Moved out of Russia, Chess Olympiad to be held in Chennai now

CHENNAI, Mar 16: The 44th Chess Olympiad, which was moved out of Russia after it invaded Ukraine, will be organised in Chennai later this year, making it the second major global event of the sport to be held in India after the World Championship match in 2013.
The announcement was made by Tamil Nadu chief minister M K Stalin on his Twitter page on Tuesday night.
“Delighted that the Chess Capital of India is set to host the 44th Chess Olympiad! A proud moment for Tamil Nadu! Chennai warmly welcomes all the Kings and Queens from around the world! #ChessOlympiad2022,” he said in the tweet.
“It’s official now….India will host the 44th World Chess Olympiad 2022 at Chennai!” the All-India Chess Federation added on its Twitter handle.
The All-India Chess federation (AICF) had submitted a guarantee of USD10 million (approx Rs 70 crore) to FIDE to host the tournament. The Olympiad was moved out of Russia after it invaded neighbouring Ukraine on February 24.
The Chess Olympiad is a biennial team event in which teams from some 190 countries compete over a two-week period. It was supposed to take place in Moscow from July 26 to August 8.
The other events that have been moved away from Russia are the first Chess Olympiad for People with Disabilities and the 93rd FIDE Congress.
The last chess event of such stature to come to India was the 2013 world championship clash between Viswanathan Anand and Magnus Carlsen, the current world No.1.
The invasion of Ukraine has led to a slew of sporting cancellations in Russia with the International Olympic Committee urging member countries to ensure that no events are hosted by the country.
“It’s a matter of great pride and responsibility that we are entrusted with and we are committed to make it a grand success. The entire Chess fraternity of the country is ready to come together for this,” said Dr. Sanjay Kapoor, All India Chess Federation President.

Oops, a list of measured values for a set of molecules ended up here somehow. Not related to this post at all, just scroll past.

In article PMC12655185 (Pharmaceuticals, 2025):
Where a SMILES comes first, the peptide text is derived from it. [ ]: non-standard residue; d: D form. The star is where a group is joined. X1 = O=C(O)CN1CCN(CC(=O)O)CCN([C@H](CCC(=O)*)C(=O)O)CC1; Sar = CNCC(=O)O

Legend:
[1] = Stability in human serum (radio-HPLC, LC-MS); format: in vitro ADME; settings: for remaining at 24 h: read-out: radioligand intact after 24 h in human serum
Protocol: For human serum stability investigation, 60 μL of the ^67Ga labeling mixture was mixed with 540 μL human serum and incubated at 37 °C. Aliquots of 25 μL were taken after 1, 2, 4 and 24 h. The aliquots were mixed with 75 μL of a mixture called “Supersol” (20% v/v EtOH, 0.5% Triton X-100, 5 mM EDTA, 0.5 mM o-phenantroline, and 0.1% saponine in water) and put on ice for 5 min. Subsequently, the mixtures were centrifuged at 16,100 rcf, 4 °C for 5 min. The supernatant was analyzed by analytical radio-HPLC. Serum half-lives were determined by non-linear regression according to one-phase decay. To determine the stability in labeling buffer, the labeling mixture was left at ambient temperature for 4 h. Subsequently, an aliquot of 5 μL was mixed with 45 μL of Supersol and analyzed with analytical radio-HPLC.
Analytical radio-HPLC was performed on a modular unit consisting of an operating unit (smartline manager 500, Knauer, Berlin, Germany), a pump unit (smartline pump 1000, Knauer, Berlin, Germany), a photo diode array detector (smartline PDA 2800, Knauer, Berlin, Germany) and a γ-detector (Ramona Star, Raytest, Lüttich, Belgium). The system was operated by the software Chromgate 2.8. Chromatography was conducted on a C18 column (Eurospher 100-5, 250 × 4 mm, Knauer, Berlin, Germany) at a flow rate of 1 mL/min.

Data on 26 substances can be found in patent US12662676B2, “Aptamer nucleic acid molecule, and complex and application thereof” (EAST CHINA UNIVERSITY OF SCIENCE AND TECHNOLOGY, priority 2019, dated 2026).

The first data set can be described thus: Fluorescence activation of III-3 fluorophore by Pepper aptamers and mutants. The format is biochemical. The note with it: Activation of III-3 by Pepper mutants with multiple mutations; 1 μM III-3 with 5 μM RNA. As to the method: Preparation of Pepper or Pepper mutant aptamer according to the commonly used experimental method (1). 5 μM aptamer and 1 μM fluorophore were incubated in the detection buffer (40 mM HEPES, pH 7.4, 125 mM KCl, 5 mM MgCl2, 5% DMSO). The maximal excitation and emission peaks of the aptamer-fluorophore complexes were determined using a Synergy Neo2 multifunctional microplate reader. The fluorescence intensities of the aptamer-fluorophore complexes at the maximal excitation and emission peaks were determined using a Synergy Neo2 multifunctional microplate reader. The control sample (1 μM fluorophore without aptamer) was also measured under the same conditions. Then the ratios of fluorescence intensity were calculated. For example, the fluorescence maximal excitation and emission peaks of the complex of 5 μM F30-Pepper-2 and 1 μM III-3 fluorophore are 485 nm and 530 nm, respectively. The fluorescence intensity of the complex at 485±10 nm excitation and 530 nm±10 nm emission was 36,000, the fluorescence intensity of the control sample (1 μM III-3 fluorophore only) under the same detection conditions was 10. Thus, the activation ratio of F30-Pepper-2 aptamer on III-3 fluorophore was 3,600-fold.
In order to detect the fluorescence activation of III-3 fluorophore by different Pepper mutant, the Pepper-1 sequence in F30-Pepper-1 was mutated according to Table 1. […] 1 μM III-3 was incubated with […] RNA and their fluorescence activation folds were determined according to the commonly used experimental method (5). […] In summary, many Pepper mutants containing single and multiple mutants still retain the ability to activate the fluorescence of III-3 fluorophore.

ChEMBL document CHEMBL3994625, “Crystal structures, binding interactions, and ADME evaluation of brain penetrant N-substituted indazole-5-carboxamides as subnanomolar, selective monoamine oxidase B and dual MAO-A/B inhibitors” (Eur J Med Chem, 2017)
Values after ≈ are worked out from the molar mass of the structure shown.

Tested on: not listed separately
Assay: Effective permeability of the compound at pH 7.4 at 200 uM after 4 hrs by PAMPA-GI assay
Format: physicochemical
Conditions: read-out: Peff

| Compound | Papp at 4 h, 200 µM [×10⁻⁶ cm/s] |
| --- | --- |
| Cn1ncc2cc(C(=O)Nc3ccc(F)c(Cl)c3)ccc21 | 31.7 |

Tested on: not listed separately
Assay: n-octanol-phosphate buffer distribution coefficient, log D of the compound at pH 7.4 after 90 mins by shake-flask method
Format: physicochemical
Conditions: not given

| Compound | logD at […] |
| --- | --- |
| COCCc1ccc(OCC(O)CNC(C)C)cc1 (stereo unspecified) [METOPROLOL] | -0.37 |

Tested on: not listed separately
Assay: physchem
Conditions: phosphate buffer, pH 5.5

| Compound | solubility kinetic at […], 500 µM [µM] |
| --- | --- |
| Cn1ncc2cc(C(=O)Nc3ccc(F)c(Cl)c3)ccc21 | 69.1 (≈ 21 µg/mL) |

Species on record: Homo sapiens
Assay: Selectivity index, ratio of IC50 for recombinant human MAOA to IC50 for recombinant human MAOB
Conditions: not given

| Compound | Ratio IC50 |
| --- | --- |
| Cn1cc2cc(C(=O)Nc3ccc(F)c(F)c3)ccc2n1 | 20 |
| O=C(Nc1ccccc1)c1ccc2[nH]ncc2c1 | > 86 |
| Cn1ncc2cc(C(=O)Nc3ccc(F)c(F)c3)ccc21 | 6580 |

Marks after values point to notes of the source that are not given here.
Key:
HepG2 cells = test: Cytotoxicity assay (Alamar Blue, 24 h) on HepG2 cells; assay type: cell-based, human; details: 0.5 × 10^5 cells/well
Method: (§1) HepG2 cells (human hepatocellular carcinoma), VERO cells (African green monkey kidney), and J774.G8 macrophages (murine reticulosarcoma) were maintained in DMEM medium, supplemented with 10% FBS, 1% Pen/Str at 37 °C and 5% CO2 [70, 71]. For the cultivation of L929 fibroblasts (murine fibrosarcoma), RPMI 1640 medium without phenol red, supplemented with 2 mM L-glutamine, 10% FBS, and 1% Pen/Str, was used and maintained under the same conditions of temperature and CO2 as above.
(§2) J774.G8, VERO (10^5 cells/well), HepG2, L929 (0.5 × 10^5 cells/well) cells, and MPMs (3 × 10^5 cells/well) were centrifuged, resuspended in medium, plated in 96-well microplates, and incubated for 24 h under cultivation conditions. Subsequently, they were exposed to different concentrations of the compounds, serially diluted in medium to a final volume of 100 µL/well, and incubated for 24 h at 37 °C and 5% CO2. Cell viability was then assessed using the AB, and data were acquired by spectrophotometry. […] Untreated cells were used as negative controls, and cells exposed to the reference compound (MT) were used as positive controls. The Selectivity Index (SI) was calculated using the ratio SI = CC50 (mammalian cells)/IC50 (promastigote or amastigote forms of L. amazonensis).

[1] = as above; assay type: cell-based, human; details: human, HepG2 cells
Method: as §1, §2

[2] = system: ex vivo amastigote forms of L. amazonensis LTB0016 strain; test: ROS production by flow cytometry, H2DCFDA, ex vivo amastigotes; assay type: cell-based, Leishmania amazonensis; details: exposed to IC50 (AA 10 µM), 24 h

“For the first time ever, India has been awarded the rights to host the prestigious Olympiad. Chennai is the ‘Mecca of Chess’ in India. This state has chess in its blood. The clearance (for hosting the Olympiad) was obtained within 48 hours.”
Delhi and Ahmedabad were the other cities considered for the host-city options, he said.
The AICF Secretary Bharat Singh Chauhan added, “I cannot complain about anything in life now. All the countries of the world now have this great opportunity to come under one roof in the country where Chess was born. My thanks to Thiru M K Stalin the Hon’ble CM to make this dream come true.”
The participation of Russian players is in jeopardy in the wake of the invasion of Ukraine by the country as FIDE has suspended them.
Chauhan said, “Whatever FIDE decides, we will follow. One thing is very clear and loud – We love peace.”
As for the COVID-19 norms, the AICF secretary said, “the recommendations that are made by the government will be followed. A lot of thought has been put into it (the event).
“COVID-19 is one of the major factors behind choosing to host the event in Mahabalipuram (Mamallapuram). That is why the event will not be hosted in the main city.”
The Olympiad is held over 11 rounds in both open and women’s category with likely participation of over 2000 players. This is a team event with five players and one trainer allowed per team in both the sections.
World Champion Magnus Carlsen has often turned out to play for Norway and almost every top player of the world is present in this event to represent their country.
India were the joint winners of the gold medal in the last Olympiad that was organised online.
This time the team will be led by Viswanathan Anand who will have the support of P Harikrishna and Vidit Gujarathi for sure.
The other two members are still unclear but young guns like Arjun Erigaise, Nihal Sarin and some truly special players like B Adhiban, Sasikiran and few others have a strong case.
The final decision for the team selection in open will be taken on May 1 as per AICF rules.
In the women’s section, Koneru Humpy will spearhead the challenge with D Harika, and R Vaishali as nearly confirmed participants.
The other two places up for grabs have Tania Sachdev as a strong candidate while Bhakti Kulkarni and few others will try to be part of the team.
As host, India will be entitled to field an additional team and this could likely go to juniors or the ‘B’ team in both sections. The final decision will be taken by AICF on May 1. (PTI)